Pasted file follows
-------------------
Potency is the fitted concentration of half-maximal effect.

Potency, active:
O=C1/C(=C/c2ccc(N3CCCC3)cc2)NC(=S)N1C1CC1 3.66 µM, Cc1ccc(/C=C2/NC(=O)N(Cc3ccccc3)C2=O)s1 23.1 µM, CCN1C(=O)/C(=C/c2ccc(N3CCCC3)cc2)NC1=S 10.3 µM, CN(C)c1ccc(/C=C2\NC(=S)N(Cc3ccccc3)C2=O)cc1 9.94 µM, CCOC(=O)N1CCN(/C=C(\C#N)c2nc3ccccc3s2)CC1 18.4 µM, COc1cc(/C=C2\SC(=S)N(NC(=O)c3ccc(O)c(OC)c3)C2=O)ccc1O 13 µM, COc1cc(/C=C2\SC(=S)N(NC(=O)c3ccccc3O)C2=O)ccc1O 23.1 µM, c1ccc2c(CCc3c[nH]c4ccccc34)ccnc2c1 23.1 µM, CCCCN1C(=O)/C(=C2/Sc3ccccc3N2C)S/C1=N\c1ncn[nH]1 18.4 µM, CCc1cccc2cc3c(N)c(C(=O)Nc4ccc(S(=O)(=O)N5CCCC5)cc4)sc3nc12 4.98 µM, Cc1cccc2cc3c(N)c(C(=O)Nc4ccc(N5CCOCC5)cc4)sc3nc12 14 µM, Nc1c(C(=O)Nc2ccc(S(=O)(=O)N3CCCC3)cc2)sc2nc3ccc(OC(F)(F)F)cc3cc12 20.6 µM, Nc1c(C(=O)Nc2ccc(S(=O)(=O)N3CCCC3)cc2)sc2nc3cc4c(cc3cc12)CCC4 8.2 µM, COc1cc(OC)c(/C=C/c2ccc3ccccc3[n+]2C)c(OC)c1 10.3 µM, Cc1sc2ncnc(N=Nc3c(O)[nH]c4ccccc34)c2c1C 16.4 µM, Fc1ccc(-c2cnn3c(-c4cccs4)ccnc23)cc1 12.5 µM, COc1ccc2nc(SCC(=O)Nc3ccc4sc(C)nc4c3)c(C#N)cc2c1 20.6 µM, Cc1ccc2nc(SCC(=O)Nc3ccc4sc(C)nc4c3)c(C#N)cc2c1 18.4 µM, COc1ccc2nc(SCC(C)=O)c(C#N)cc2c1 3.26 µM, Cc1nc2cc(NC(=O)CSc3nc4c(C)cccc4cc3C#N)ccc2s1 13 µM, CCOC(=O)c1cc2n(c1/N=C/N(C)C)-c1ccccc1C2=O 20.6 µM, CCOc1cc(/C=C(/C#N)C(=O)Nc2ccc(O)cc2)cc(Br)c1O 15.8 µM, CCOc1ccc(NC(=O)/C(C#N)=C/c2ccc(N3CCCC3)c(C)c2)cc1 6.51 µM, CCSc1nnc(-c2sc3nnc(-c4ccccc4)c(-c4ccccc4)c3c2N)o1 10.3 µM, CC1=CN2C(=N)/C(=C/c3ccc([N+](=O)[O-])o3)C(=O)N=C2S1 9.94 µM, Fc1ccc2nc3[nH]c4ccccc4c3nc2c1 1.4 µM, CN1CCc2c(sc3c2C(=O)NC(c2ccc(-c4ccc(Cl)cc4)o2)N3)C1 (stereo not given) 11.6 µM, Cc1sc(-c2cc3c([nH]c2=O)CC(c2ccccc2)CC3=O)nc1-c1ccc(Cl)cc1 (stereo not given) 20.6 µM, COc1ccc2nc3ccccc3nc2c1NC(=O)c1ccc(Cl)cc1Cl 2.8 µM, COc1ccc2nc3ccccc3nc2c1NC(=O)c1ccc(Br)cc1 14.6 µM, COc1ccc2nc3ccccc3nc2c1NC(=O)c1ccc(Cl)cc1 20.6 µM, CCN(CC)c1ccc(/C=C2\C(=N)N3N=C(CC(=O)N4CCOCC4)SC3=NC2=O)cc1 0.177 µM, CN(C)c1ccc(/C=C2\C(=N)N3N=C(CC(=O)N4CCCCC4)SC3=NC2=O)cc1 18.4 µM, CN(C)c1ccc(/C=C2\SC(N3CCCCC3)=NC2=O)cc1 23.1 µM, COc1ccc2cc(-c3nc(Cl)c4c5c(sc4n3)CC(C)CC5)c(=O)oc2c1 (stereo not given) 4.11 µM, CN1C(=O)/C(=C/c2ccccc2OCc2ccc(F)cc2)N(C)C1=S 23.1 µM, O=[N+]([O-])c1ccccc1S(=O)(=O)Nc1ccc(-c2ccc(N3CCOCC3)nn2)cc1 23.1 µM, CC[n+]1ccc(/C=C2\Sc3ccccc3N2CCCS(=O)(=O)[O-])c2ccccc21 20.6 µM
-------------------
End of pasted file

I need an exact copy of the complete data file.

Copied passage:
Potency is the fitted concentration of half-maximal effect.

Potency, active:
O=C1/C(=C/c2ccc(N3CCCC3)cc2)NC(=S)N1C1CC1 3.66 µM, Cc1ccc(/C=C2/NC(=O)N(Cc3ccccc3)C2=O)s1 23.1 µM, CCN1C(=O)/C(=C/c2ccc(N3CCCC3)cc2)NC1=S 10.3 µM, CN(C)c1ccc(/C=C2\NC(=S)N(Cc3ccccc3)C2=O)cc1 9.94 µM, CCOC(=O)N1CCN(/C=C(\C#N)c2nc3ccccc3s2)CC1 18.4 µM, COc1cc(/C=C2\SC(=S)N(NC(=O)c3ccc(O)c(OC)c3)C2=O)ccc1O 13 µM, COc1cc(/C=C2\SC(=S)N(NC(=O)c3ccccc3O)C2=O)ccc1O 23.1 µM, c1ccc2c(CCc3c[nH]c4ccccc34)ccnc2c1 23.1 µM, CCCCN1C(=O)/C(=C2/Sc3ccccc3N2C)S/C1=N\c1ncn[nH]1 18.4 µM, CCc1cccc2cc3c(N)c(C(=O)Nc4ccc(S(=O)(=O)N5CCCC5)cc4)sc3nc12 4.98 µM, Cc1cccc2cc3c(N)c(C(=O)Nc4ccc(N5CCOCC5)cc4)sc3nc12 14 µM, Nc1c(C(=O)Nc2ccc(S(=O)(=O)N3CCCC3)cc2)sc2nc3ccc(OC(F)(F)F)cc3cc12 20.6 µM, Nc1c(C(=O)Nc2ccc(S(=O)(=O)N3CCCC3)cc2)sc2nc3cc4c(cc3cc12)CCC4 8.2 µM, COc1cc(OC)c(/C=C/c2ccc3ccccc3[n+]2C)c(OC)c1 10.3 µM, Cc1sc2ncnc(N=Nc3c(O)[nH]c4ccccc34)c2c1C 16.4 µM, Fc1ccc(-c2cnn3c(-c4cccs4)ccnc23)cc1 12.5 µM, COc1ccc2nc(SCC(=O)Nc3ccc4sc(C)nc4c3)c(C#N)cc2c1 20.6 µM, Cc1ccc2nc(SCC(=O)Nc3ccc4sc(C)nc4c3)c(C#N)cc2c1 18.4 µM, COc1ccc2nc(SCC(C)=O)c(C#N)cc2c1 3.26 µM, Cc1nc2cc(NC(=O)CSc3nc4c(C)cccc4cc3C#N)ccc2s1 13 µM, CCOC(=O)c1cc2n(c1/N=C/N(C)C)-c1ccccc1C2=O 20.6 µM, CCOc1cc(/C=C(/C#N)C(=O)Nc2ccc(O)cc2)cc(Br)c1O 15.8 µM, CCOc1ccc(NC(=O)/C(C#N)=C/c2ccc(N3CCCC3)c(C)c2)cc1 6.51 µM, CCSc1nnc(-c2sc3nnc(-c4ccccc4)c(-c4ccccc4)c3c2N)o1 10.3 µM, CC1=CN2C(=N)/C(=C/c3ccc([N+](=O)[O-])o3)C(=O)N=C2S1 9.94 µM, Fc1ccc2nc3[nH]c4ccccc4c3nc2c1 1.4 µM, CN1CCc2c(sc3c2C(=O)NC(c2ccc(-c4ccc(Cl)cc4)o2)N3)C1 (stereo not given) 11.6 µM, Cc1sc(-c2cc3c([nH]c2=O)CC(c2ccccc2)CC3=O)nc1-c1ccc(Cl)cc1 (stereo not given) 20.6 µM, COc1ccc2nc3ccccc3nc2c1NC(=O)c1ccc(Cl)cc1Cl 2.8 µM, COc1ccc2nc3ccccc3nc2c1NC(=O)c1ccc(Br)cc1 14.6 µM, COc1ccc2nc3ccccc3nc2c1NC(=O)c1ccc(Cl)cc1 20.6 µM, CCN(CC)c1ccc(/C=C2\C(=N)N3N=C(CC(=O)N4CCOCC4)SC3=NC2=O)cc1 0.177 µM, CN(C)c1ccc(/C=C2\C(=N)N3N=C(CC(=O)N4CCCCC4)SC3=NC2=O)cc1 18.4 µM, CN(C)c1ccc(/C=C2\SC(N3CCCCC3)=NC2=O)cc1 23.1 µM, COc1ccc2cc(-c3nc(Cl)c4c5c(sc4n3)CC(C)CC5)c(=O)oc2c1 (stereo not given) 4.11 µM, CN1C(=O)/C(=C/c2ccccc2OCc2ccc(F)cc2)N(C)C1=S 23.1 µM, O=[N+]([O-])c1ccccc1S(=O)(=O)Nc1ccc(-c2ccc(N3CCOCC3)nn2)cc1 23.1 µM, CC[n+]1ccc(/C=C2\Sc3ccccc3N2CCCS(=O)(=O)[O-])c2ccccc21 20.6 µM